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Glossary of Financial Terms


A measure of a fund's risk-adjusted return. Alpha can be used to directly measure the value added or subtracted by a fund's manager. It is calculated by measuring the difference between a fund's actual returns and its expected performance given its level of market risk as measured by beta. An alpha of 1.0 means the fund produced a return 1% higher per year than its beta would predict. An alpha of -1.0 means the fund produced a return 1% lower per year.


Beta measures the risk of a particular investment relative to the market as a whole (the "market" can be any index or specified benchmark). It describes the sensitivity of the investment to broad market movements. For example, in equities, the stock market is assigned a Beta of 1.0. An investment which has a Beta of 0.5 will tend to participate in broad market movements but only as much as the overall market.


A Bond is any interest-bearing or discounted government or corporate security that obligates the issuer to pay the bondholder a specified sum of money, usually at specific intervals, and to repay the principal amount of the loan at maturity. Bondholders have an IOU from the issuer, but no corporate ownership privileges, as stockholders do.

Call Option

A Call Option gives its buyer the right to buy 100 shares of the underlying security at a fixed price before a specified date in the future - usually three, six, or nine months. For this right, the call option buyer pays the call option seller, called the writer, a fee called a premium, which is forfeited if the buyer does not exercise the option before the agreed-upon date. A call buyer therefore speculates that the price of the underlying shares will rise within the specified time period. For example, a call option on 100 shares of XYZ stock may grant its buyer the right to buy those shares at $100 a piece anytime in the next three months. To buy that option, the buyer may have to pay a premium of $2 a share, or $200. If at the time of the option contract XYZ is selling for $95 a share, the option buyer will profit if XYZ's stock price rises. If XYZ shoots up to $120 a share in two months, for example, the option buyer can exercise his or her option to buy 100 shares of the stock at $100 and then sell the shares for $120 each, keeping the difference as profit (minus the $2 premium per share). On the other hand, if XYZ drops below $95 and stays there for three months, at the end of that time the call option will expire and the call buyer will receive no return on the $2 a share investment premium of $200.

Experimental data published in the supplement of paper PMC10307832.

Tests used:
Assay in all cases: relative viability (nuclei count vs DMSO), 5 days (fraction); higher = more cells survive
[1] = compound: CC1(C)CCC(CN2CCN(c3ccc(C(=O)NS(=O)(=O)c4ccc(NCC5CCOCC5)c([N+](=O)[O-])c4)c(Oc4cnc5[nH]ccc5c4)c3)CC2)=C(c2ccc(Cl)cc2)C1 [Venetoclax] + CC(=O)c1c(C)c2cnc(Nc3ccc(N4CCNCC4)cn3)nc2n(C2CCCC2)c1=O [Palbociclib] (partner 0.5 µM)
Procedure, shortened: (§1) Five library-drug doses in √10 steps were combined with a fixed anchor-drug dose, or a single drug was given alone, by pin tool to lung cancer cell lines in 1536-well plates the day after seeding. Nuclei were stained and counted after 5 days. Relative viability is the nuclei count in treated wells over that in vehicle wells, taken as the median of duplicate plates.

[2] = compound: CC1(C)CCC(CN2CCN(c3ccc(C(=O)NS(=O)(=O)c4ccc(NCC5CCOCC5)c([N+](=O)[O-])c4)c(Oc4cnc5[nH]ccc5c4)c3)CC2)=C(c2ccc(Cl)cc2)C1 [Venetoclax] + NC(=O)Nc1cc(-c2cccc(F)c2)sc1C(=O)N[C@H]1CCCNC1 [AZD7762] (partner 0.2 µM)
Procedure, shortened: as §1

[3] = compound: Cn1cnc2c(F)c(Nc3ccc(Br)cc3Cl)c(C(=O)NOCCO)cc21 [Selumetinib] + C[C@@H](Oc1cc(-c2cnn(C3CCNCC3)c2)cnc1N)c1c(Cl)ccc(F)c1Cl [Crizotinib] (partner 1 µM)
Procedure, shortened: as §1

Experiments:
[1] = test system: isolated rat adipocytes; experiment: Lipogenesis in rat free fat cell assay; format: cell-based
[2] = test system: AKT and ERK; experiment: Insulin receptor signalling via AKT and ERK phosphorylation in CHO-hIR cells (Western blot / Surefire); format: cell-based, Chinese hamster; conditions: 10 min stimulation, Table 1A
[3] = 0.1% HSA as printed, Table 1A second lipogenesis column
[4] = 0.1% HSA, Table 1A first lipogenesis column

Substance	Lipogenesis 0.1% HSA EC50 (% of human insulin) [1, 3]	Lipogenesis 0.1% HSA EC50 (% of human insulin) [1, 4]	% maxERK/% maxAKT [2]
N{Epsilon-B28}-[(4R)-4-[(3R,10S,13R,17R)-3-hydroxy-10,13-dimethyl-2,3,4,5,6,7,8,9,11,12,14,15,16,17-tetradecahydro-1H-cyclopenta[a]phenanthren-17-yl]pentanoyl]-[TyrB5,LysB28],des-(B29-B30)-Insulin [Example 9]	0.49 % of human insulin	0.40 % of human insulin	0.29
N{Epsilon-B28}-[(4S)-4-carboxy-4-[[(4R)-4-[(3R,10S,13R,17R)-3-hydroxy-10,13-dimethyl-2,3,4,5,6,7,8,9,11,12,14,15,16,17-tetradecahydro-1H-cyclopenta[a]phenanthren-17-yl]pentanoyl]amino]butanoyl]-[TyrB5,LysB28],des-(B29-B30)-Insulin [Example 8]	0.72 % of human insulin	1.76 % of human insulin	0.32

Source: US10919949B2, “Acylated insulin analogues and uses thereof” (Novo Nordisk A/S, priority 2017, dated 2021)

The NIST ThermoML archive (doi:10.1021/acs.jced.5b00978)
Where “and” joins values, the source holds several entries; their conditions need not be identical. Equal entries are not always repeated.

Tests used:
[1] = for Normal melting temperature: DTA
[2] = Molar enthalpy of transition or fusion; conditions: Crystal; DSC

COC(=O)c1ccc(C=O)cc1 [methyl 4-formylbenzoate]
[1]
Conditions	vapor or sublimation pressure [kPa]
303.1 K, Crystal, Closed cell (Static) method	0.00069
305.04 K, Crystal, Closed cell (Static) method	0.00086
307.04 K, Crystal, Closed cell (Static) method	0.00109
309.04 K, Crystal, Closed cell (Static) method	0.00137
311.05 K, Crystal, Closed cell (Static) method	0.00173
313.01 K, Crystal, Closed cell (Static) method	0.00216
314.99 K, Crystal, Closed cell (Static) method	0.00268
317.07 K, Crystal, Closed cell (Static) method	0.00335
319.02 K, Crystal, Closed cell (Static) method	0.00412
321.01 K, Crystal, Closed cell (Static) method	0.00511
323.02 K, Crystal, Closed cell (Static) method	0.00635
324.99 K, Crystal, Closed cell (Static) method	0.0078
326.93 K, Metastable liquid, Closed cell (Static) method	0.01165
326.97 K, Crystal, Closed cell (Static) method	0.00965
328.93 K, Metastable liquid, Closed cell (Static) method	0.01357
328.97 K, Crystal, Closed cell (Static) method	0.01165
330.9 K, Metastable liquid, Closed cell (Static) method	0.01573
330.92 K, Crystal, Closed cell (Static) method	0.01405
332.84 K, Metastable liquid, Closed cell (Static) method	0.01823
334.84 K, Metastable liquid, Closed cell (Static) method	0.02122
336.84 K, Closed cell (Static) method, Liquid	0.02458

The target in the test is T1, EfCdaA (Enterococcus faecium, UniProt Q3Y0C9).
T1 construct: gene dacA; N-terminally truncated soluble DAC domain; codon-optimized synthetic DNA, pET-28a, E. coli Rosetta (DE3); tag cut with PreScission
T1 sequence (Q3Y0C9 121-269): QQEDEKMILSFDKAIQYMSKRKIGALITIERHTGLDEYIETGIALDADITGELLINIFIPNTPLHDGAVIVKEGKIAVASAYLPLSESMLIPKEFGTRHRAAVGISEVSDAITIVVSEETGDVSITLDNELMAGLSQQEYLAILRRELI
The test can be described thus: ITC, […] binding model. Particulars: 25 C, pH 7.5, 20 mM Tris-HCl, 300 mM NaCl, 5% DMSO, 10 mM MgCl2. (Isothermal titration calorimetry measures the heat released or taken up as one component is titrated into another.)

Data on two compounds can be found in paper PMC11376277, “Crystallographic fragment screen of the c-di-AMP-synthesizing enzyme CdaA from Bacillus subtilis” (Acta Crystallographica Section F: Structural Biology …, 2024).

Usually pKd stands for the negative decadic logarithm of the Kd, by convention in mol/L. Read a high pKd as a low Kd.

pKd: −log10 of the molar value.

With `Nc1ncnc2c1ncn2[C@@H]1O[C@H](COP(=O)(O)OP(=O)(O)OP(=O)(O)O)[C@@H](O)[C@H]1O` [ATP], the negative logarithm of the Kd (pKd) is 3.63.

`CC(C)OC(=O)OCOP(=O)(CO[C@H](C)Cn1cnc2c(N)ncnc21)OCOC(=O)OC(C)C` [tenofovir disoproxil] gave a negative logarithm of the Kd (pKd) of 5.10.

Capital Stocks

Capital Stocks are stocks authorized by a company's charter and having PAR VALUE, STATED VALUE, or NO PAR VALUE. The number and value of issued shares are normally shown, together with the number of shares authorized, in the capital accounts section of the balance sheet. Informally, a synonym for Common Stock, though Capital Stock technically also encompasses Preferred Stock.

Chartered Financial Analyst (CFA)

The CFA designation is awarded by the Institute of Chartered Financial Analysts (ICFA) to experienced financial analysts who pass examinations in economics, financial accounting, portfolio management, security analysis, and standards of conduct. This designation is generally considered to be one of the most difficult and prestigious credentials in the financial industry, at least in terms of investment management.

Chartered Financial Consultant (ChFC)

The ChFC designation is awarded by American College, Bryn Mawr, PA, to a professional financial planner who completes a four-year program covering economics, insurance, taxation, real estate, and other areas related to finance and investing.

Chartered Mutual Fund Counselor (CMFC)

The CMFC designation is the only industry-recognized mutual fund designation. The College for Financial Planning and the Investment Company Institute (ICI) awards designation to financial advisors who complete the examination which covers open & closed end funds, risk/return assessment, asset allocation, retirement planning, and ethics, integrity & professional conduct.

Certified Financial Planner (CFP)

A CFP is a person who has passed examinations accredited by the Denver-based Certified Financial Planner Board of Standards, testing the ability to coordinate a client's banking, estate, insurance, investment, and tax affairs. Financial planners usually specialize in one or more of these areas and consult outside experts as needed. Some planners charge only fees and no money on the implementation of their plans. Others charge a commission on each product or service they sell.

Certified Fund Specialist (CFS)

The CFS designation is provided by the Institute of Business & Finance (IBF) to a financial planner who has completed a 60-hour self-study program. The program topics include, but are not limited to, portfolio theory, dollar-cost averaging, correlation coefficient, first-auto correlation, R-squared and standard deviation. The course includes a final exam, administered by the National Association of Securities Dealers.


Any hard asset, such as grains, foodstuffs, livestock, oil and metals, which are traded on the national exchange.

Common Stocks